--On Thursday, 15 February, 2001 16:36 -0800 "Bernard D. Aboba"
anyway, what's the half-life of a piece of network equipment?
In the consumer space, it's probably the life of the
customer's arrangement with the service provider. While
turnover is high with dialup ISPs, it is presumably lower
with xDSL and Cable modems. So I would be looking at more
like 4-5 year lifetimes (roughly equal to a PC) without
upgrading the NAT code load (which means that even if IPv6
native support were available, most customers would not do
Although, FWIW, there is some, possibly growing, tendency to
treat the CPE xDSL and Cable modems as being on the ISP side of
the demarcation point. That, of course, parallels the decisions
a number of ISPs made some time ago about customer-side edge
routers in order to improve the ISPs' ability to manage their
networks and provide improved service. Then, to the extent that
those boxes can be reprogrammed (or flashed) from the ISP side,
making code changes would not require customers to change
equipment or to actively engage in upgrade activities.
existing NATs are going to be discarded, or at least
upgraded, within a short time anyway.
I wish that were true -- but in the consumer space, people
just aren't very interested in futzing with network equipment
unless their provider tells them to. So it is more realistic
to assume that equipment stays in place for a substantial
Modulo the above, I agree with this. And "their provider tells
them to" is likely to be a rare event: I would imagine that at
least some providers would be concerned that some users would
respond by seeking providers who would issue such
aggravation-causing instructions less frequently.
Today, NAT penetration among consumers isn't very high because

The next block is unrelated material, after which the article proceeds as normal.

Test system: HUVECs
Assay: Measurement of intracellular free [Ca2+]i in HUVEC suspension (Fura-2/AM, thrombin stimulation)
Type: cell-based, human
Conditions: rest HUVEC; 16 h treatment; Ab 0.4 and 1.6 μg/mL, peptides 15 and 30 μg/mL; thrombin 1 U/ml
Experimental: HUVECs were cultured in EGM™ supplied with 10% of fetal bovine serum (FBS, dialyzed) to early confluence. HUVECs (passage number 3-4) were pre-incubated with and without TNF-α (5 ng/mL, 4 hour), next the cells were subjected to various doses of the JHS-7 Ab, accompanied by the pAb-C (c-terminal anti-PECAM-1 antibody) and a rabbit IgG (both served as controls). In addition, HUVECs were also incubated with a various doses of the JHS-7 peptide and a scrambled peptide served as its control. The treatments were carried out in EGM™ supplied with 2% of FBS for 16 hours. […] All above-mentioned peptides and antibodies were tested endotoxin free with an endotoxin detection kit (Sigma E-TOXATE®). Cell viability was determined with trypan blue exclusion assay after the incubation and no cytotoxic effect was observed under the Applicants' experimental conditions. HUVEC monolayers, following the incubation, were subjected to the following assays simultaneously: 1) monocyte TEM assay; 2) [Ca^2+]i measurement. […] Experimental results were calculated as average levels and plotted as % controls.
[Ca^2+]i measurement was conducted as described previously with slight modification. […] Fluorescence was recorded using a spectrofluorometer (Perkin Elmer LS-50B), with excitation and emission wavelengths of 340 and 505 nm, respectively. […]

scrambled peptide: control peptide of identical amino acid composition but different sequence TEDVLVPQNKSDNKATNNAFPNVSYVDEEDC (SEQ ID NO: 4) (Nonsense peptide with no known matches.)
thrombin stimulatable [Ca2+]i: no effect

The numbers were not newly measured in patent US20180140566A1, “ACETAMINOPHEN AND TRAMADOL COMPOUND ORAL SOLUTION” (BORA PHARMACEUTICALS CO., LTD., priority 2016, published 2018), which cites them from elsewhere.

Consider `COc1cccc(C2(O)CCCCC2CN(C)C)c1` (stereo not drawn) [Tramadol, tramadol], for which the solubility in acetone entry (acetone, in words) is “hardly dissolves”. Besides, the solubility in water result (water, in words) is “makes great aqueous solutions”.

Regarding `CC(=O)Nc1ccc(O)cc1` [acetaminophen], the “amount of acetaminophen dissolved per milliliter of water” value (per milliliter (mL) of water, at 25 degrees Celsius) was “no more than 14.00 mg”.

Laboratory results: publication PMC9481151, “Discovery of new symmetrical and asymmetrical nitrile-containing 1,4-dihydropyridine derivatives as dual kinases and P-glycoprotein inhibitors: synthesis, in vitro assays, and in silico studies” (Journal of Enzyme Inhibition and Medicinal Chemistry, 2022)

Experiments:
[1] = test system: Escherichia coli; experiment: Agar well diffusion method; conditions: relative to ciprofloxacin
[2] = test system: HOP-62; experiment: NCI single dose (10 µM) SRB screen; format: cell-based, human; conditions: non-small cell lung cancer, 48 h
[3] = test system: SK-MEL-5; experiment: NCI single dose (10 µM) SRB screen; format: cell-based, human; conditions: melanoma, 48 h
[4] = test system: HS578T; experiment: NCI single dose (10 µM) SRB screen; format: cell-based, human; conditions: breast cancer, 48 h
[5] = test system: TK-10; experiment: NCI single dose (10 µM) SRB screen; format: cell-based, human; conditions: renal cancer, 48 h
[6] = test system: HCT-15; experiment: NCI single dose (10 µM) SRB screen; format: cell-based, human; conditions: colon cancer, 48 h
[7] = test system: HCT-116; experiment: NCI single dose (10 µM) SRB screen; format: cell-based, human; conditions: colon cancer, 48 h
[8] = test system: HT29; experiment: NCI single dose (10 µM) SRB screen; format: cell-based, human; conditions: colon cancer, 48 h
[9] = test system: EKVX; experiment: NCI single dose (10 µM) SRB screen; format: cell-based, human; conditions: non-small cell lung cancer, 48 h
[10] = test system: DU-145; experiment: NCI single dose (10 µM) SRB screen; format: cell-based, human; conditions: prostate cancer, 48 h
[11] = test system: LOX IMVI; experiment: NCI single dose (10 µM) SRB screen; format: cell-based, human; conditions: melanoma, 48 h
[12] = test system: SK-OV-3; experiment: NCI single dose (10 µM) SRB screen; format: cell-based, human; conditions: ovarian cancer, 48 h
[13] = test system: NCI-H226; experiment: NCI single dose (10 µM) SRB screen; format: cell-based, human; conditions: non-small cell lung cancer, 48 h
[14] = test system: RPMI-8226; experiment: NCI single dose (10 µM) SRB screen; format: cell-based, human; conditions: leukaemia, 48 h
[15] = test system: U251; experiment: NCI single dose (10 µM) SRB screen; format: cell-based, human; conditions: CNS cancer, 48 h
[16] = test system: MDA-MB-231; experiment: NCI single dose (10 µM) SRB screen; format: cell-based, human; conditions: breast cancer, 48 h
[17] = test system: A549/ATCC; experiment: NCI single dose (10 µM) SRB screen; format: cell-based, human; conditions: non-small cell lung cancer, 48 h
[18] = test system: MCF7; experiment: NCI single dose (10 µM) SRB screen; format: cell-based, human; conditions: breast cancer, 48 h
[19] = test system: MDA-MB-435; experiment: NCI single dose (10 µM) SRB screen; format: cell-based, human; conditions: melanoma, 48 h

networked multi-PC homes are relatively rare. However, as
multiple device homes proliferate along with home networking,
I would expect the majority of consumer PCs to be behind NATs
We should not underestimate the complexity of the policy
interactions behind this one. If an xDSL or cable provider says
"with your connection, you get enough IP addresses to set up a
reasonable house, you can get more if you need them, and we will
program the 'modem' will do the routing", then that provider's
customers are unlikely to rapidly increase the number of NATs.
If, by contrast, the provider says "you get one address; if you
think you need more, you are a commercial customer and we will
charge you 10 times as much", then almost every household with
two or more devices in it is going to end up behind a NAT. And,
of course, the causes of those ISP statements recurse to the
ISP's provider, etc., until one gets to PI space, and then to
RIR policies and strategies for home networking.
Worse, one can imagine xDSL or cable ISPs adopting
address-restrictive policies for management or economic reasons
completely unrelated to the availability of address space to
And IPv6 is, or is not, a solution depending precisely on those
choices of policies.